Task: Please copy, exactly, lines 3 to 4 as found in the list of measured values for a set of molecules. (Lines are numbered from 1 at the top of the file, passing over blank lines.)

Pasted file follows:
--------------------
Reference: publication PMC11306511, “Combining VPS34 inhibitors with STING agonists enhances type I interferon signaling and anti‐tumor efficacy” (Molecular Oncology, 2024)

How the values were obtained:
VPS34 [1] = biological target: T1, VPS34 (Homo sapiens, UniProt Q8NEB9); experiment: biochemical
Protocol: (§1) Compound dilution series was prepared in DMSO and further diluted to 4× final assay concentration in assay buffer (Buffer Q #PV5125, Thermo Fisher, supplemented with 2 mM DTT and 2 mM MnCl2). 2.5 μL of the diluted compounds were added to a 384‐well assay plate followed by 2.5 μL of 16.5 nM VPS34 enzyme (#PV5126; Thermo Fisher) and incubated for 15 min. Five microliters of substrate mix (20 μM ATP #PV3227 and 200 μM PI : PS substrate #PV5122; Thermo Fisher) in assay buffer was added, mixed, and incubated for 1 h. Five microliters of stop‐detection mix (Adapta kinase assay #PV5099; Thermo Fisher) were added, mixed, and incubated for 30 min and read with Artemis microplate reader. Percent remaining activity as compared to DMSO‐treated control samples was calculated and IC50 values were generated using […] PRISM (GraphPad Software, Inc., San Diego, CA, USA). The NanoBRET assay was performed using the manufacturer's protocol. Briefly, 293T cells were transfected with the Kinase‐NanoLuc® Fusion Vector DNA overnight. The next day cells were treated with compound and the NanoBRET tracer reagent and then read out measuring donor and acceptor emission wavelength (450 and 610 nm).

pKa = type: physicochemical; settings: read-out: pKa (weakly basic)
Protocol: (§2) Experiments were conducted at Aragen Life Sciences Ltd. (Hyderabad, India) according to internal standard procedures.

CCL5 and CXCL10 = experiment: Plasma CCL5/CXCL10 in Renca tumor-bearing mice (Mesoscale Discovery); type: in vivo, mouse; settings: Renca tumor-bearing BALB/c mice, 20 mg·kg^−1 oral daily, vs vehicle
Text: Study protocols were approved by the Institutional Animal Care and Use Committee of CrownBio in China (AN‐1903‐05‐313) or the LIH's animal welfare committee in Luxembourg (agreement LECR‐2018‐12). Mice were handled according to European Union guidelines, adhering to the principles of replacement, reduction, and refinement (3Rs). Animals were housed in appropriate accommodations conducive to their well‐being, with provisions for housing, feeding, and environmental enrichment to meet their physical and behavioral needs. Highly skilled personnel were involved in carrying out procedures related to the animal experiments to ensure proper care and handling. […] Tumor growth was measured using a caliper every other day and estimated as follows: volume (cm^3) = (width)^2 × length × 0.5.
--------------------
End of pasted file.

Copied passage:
VPS34 [1] = biological target: T1, VPS34 (Homo sapiens, UniProt Q8NEB9); experiment: biochemical
Protocol: (§1) Compound dilution series was prepared in DMSO and further diluted to 4× final assay concentration in assay buffer (Buffer Q #PV5125, Thermo Fisher, supplemented with 2 mM DTT and 2 mM MnCl2). 2.5 μL of the diluted compounds were added to a 384‐well assay plate followed by 2.5 μL of 16.5 nM VPS34 enzyme (#PV5126; Thermo Fisher) and incubated for 15 min. Five microliters of substrate mix (20 μM ATP #PV3227 and 200 μM PI : PS substrate #PV5122; Thermo Fisher) in assay buffer was added, mixed, and incubated for 1 h. Five microliters of stop‐detection mix (Adapta kinase assay #PV5099; Thermo Fisher) were added, mixed, and incubated for 30 min and read with Artemis microplate reader. Percent remaining activity as compared to DMSO‐treated control samples was calculated and IC50 values were generated using […] PRISM (GraphPad Software, Inc., San Diego, CA, USA). The NanoBRET assay was performed using the manufacturer's protocol. Briefly, 293T cells were transfected with the Kinase‐NanoLuc® Fusion Vector DNA overnight. The next day cells were treated with compound and the NanoBRET tracer reagent and then read out measuring donor and acceptor emission wavelength (450 and 610 nm).